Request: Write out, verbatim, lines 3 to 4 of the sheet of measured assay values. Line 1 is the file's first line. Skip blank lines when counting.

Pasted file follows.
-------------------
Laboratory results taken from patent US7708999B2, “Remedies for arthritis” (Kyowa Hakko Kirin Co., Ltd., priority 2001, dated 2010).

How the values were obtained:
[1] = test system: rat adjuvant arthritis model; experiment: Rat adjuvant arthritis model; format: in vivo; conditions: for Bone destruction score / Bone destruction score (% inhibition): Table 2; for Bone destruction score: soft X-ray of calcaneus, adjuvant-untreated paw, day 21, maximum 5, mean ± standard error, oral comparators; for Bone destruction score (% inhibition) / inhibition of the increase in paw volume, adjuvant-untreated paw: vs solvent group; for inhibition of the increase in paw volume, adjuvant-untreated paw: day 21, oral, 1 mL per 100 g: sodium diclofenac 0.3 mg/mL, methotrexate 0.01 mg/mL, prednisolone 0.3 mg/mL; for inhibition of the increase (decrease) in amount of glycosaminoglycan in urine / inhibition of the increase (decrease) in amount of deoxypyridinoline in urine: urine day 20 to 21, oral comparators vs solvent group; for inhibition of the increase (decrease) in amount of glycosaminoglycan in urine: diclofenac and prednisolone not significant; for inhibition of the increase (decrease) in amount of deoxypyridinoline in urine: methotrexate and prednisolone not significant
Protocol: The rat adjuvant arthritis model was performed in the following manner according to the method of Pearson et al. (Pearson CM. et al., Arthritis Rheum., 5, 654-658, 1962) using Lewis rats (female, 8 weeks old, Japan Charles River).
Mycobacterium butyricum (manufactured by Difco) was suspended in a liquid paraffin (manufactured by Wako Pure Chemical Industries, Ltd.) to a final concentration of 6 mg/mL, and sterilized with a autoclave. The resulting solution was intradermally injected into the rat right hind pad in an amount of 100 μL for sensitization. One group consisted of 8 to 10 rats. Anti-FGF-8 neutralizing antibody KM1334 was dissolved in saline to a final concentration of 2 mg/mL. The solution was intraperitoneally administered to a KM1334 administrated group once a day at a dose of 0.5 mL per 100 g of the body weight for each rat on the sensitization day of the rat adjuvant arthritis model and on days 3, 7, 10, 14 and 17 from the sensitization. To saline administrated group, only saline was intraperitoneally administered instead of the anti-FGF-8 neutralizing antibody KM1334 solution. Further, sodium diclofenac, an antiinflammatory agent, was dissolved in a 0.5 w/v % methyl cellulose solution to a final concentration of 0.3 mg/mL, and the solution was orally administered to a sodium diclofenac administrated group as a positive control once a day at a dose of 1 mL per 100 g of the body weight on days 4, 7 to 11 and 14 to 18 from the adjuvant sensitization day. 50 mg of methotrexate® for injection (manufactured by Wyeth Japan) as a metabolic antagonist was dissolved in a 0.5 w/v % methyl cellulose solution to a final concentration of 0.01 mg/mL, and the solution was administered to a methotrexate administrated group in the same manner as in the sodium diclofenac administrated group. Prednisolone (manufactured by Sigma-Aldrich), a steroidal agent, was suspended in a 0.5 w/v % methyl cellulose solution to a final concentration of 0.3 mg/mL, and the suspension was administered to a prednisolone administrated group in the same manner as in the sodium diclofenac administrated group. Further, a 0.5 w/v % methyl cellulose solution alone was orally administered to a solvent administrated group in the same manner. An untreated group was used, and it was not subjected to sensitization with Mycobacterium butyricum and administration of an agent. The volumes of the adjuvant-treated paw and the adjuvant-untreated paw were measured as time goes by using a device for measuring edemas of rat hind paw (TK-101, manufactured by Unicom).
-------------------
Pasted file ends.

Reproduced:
[1] = test system: rat adjuvant arthritis model; experiment: Rat adjuvant arthritis model; format: in vivo; conditions: for Bone destruction score / Bone destruction score (% inhibition): Table 2; for Bone destruction score: soft X-ray of calcaneus, adjuvant-untreated paw, day 21, maximum 5, mean ± standard error, oral comparators; for Bone destruction score (% inhibition) / inhibition of the increase in paw volume, adjuvant-untreated paw: vs solvent group; for inhibition of the increase in paw volume, adjuvant-untreated paw: day 21, oral, 1 mL per 100 g: sodium diclofenac 0.3 mg/mL, methotrexate 0.01 mg/mL, prednisolone 0.3 mg/mL; for inhibition of the increase (decrease) in amount of glycosaminoglycan in urine / inhibition of the increase (decrease) in amount of deoxypyridinoline in urine: urine day 20 to 21, oral comparators vs solvent group; for inhibition of the increase (decrease) in amount of glycosaminoglycan in urine: diclofenac and prednisolone not significant; for inhibition of the increase (decrease) in amount of deoxypyridinoline in urine: methotrexate and prednisolone not significant
Protocol: The rat adjuvant arthritis model was performed in the following manner according to the method of Pearson et al. (Pearson CM. et al., Arthritis Rheum., 5, 654-658, 1962) using Lewis rats (female, 8 weeks old, Japan Charles River).